Sexual response cycle has four distinct phases:
Both men and women experience all the phases. What differs is timing which varies greatly according to individuals. Intensity of response to each phase and time spent on each phase also varies from one person to another, and may also vary for an individual depending on numerous factors e.g. comfort with the partner, sexual starvation, level of attraction, trust in relationships, physical health etc
Understanding all the above phases and how each individual responds to them may serve to enhance intimacy between two people thus enhancing understanding of each others’ bodies and responses. This is very important in enhancing physical and sexual compatibility.
Phase 1: Excitement
This phase has the following characteristics and may last from few minutes to several hours depending on various factors.
- Muscle tension increases.
- Heart rate quickens and breathing is accelerated.
- Skin may become flushed (blotches of redness appear on the chest and back).
- Nipples become hardened or erect.
- Blood flow to the genitals increases, resulting in swelling of the woman's clitoris and labia minora (inner lips), and erection of the man's penis.
- The vagina becomes lubricated.
- The woman's breasts become fuller and the vaginal walls begin to swell. There may be a visible opening of the vagina.
- The man's testicles swell, his scrotum tightens, and he begins secreting a lubricating liquid.
Phase 2: Plateau
This phase extends to the blink of orgasm and may also last between seconds to hours depending on many factors and individuals.
- The changes begun in phase 1 are intensified.
- The vagina continues to swell from increased blood flow, and the vaginal walls turn a dark purple.
- The woman's clitoris becomes highly sensitive (may even be painful to touch) and retracts under the clitoral hood to avoid direct stimulation from the penis.
- The man's testicles are withdrawn up into the scrotum.
- Breathing, heart rate, and blood pressure continue to increase.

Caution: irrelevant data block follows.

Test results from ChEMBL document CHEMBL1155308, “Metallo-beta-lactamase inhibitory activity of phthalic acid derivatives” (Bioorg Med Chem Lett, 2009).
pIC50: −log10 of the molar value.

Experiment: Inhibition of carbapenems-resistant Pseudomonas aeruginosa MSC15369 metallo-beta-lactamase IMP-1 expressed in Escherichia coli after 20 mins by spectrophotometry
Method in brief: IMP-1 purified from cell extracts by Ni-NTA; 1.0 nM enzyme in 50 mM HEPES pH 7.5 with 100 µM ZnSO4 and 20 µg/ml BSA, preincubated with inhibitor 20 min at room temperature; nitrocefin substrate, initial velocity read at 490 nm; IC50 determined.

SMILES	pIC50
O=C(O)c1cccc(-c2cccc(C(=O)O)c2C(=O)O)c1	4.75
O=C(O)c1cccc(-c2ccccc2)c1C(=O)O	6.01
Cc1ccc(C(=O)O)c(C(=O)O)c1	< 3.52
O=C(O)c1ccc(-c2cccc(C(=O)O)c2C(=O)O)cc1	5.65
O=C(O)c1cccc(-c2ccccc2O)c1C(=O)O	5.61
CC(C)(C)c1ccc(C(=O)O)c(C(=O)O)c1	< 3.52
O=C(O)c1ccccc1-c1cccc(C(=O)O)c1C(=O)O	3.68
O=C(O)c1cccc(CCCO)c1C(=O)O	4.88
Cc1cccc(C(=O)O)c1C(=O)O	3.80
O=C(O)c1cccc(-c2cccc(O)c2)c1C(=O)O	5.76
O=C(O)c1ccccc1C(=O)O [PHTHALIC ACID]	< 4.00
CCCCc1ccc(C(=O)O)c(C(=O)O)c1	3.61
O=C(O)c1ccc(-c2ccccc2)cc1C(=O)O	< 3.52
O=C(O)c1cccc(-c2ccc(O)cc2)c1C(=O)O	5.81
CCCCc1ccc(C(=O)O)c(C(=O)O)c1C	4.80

- Muscle spasms may begin in the feet, face, and hands.
- Muscle tension increases.
Phase 3: Orgasm
The orgasm is the climax of the sexual response cycle and is the shortest among the phases lasting seconds. However, the intensity varies considerably depending on how intense the earlier phases were. This phase is characterized by the following:
- Involuntary muscle contractions begin.
- Blood pressure, heart rate, and breathing are at their highest rates, with a rapid intake of oxygen.
- Muscles in the feet spasm.
- There is a sudden, forceful release of sexual tension.
- In women, the muscles of the vagina contract. The uterus also undergoes rhythmic contractions.
- In men, rhythmic contractions of the muscles at the base of the penis result in the ejaculation of semen.
- A rash, or "sex flush" may appear over the entire body.
Phase 4: Resolution
During this phase the body returns to the normal state and all swelled and erect body parts resumes normalcy and original skin color. This phase is characterized by:
- A sense of well being.
- Complete relaxation.
- Feeling of enhanced intimacy.
- Fatigue and feeling sleepy.
With training, some people are capable of rapid return to the orgasmic phase, commonly called multiple orgasms. This is common in women than men. But men with proper training can learn to separate ejaculation from orgasm and be able to experience several orgasmic phases without ejaculating and decide whether to ejaculate in the end or not.
After ejaculation, men need recovery time called refractory period which lengthens as they age. Women normally have shorter refractory times.